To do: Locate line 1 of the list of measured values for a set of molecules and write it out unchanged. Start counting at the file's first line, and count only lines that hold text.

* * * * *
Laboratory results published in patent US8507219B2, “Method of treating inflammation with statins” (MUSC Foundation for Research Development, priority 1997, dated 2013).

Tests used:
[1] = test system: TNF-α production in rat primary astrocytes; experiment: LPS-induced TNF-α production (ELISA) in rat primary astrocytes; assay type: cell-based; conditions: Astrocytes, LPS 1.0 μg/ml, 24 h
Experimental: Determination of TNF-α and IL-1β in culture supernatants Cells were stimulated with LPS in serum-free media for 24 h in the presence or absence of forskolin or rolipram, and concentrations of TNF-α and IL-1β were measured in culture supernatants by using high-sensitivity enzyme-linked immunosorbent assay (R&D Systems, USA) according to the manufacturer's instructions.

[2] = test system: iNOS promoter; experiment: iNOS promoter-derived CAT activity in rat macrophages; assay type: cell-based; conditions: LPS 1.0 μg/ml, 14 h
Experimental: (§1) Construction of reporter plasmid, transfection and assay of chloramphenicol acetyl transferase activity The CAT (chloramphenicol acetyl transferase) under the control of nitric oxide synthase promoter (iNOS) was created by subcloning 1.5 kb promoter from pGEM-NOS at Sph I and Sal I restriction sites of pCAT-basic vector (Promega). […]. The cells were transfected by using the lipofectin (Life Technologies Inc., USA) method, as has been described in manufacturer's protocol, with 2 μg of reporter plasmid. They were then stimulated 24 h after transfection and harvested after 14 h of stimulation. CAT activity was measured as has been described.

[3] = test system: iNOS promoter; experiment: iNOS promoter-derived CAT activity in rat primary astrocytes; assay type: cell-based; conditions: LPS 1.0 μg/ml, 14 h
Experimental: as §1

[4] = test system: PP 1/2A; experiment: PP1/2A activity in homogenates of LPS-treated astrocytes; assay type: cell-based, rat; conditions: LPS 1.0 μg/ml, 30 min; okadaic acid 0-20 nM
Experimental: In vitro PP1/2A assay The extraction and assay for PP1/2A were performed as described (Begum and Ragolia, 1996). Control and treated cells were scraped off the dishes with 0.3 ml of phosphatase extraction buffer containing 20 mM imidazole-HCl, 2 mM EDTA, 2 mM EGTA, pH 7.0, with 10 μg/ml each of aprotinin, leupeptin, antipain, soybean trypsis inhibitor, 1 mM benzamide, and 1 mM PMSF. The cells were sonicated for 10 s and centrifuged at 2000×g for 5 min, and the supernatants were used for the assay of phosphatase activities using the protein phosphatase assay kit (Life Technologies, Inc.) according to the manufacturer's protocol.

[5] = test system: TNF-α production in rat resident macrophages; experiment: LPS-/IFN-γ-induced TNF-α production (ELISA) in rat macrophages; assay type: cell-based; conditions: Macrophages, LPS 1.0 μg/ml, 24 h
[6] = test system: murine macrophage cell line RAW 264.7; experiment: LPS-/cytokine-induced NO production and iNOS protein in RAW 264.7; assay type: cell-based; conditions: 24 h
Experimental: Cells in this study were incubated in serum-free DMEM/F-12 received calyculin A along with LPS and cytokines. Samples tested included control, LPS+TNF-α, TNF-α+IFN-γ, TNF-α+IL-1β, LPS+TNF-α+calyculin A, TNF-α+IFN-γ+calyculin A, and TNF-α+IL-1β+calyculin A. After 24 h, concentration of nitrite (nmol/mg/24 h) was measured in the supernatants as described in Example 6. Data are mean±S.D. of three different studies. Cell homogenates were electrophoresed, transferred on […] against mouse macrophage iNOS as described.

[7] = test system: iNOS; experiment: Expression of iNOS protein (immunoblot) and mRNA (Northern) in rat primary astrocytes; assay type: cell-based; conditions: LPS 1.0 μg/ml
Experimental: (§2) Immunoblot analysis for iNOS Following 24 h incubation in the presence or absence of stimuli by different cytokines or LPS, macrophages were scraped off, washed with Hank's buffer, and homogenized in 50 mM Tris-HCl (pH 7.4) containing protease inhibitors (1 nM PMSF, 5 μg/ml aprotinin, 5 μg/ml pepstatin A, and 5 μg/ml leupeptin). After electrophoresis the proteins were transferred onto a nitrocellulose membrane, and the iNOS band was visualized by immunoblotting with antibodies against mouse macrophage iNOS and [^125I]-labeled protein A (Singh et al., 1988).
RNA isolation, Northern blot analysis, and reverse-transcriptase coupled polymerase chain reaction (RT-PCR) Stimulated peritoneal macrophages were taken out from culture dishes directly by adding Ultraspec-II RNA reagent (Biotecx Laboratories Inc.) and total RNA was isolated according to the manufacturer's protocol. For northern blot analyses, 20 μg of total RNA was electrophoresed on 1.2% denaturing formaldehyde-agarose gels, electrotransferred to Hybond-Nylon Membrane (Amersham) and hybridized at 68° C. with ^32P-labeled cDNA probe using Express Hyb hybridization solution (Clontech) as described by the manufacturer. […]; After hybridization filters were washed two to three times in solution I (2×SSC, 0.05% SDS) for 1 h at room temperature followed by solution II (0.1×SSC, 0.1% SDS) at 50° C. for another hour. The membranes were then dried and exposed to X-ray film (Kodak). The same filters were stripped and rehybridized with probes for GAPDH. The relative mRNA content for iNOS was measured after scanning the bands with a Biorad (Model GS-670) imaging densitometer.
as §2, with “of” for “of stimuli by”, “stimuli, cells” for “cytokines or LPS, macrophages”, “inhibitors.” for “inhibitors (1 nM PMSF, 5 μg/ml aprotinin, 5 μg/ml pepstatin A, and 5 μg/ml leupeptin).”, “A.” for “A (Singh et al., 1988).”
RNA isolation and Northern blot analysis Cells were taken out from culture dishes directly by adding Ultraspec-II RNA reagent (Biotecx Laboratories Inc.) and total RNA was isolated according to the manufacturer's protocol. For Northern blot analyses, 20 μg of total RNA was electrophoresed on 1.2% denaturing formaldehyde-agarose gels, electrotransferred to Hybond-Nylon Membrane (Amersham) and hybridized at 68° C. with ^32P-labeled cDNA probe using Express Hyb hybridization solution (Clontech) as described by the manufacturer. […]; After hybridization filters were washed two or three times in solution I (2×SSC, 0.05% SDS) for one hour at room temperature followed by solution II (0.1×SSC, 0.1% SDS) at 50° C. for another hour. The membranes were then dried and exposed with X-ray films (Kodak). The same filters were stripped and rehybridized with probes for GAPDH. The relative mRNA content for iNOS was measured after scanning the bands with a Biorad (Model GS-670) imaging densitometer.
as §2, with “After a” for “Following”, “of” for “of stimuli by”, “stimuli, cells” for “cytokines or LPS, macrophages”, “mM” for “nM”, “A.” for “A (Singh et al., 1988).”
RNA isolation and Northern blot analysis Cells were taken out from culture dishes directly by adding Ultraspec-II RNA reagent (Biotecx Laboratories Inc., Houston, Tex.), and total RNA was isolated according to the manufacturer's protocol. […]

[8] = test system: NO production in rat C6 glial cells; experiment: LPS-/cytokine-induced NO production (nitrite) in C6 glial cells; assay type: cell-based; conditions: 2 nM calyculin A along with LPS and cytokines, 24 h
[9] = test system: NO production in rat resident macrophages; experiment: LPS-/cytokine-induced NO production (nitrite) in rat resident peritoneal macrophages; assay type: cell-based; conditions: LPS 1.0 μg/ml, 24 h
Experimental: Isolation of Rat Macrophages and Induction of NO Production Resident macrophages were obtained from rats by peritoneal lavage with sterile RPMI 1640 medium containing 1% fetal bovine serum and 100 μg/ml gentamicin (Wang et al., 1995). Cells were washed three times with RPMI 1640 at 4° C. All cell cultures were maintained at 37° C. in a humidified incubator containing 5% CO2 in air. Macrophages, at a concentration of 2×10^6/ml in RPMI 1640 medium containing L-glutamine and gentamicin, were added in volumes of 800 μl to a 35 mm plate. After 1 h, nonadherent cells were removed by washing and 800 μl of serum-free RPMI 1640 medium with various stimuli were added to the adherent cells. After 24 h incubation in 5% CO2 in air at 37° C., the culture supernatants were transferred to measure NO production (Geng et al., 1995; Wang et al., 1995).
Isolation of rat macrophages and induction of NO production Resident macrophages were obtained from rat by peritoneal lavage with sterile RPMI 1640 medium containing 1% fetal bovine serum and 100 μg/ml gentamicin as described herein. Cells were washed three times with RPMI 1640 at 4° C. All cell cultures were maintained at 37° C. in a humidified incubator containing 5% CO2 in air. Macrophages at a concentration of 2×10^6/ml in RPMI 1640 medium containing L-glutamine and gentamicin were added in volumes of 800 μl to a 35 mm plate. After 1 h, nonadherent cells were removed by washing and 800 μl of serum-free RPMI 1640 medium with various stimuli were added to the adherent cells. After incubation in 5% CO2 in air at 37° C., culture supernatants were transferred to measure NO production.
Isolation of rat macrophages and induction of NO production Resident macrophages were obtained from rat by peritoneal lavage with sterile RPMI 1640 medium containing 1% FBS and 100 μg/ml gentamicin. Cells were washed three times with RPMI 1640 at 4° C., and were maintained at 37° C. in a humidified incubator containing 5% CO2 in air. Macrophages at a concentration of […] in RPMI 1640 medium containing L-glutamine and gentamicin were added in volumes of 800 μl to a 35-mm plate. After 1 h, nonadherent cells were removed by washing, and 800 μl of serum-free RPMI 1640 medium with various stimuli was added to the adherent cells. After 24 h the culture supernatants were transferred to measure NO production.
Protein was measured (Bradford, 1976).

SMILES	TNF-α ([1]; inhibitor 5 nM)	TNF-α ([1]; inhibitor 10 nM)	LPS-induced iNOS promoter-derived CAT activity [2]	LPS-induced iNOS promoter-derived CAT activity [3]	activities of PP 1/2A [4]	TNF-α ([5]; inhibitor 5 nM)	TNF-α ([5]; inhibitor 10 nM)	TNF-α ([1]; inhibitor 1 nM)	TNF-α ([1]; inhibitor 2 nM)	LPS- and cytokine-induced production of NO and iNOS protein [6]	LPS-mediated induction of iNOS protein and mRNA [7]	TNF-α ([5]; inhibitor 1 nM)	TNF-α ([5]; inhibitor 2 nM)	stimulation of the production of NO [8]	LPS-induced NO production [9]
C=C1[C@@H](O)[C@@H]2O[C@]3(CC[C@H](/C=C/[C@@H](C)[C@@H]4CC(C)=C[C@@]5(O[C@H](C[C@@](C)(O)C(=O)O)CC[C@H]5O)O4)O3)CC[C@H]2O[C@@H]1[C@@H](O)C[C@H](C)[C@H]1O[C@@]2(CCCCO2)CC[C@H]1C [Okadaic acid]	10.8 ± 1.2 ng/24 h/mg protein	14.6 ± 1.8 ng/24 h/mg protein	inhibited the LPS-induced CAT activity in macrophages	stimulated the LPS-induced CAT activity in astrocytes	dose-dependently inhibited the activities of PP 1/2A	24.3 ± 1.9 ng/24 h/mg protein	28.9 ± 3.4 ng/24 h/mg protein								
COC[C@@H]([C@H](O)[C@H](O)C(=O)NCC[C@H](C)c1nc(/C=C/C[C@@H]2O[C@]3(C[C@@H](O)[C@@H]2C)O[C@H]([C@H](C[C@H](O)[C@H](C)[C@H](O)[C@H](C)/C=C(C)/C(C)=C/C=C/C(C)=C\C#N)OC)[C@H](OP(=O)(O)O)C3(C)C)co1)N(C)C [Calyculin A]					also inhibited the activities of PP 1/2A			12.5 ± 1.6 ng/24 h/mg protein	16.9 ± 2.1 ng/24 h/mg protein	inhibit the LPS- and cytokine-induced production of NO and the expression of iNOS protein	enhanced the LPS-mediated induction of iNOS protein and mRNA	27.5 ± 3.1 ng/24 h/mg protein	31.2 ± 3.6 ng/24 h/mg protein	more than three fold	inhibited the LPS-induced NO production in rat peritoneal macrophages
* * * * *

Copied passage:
Laboratory results published in patent US8507219B2, “Method of treating inflammation with statins” (MUSC Foundation for Research Development, priority 1997, dated 2013).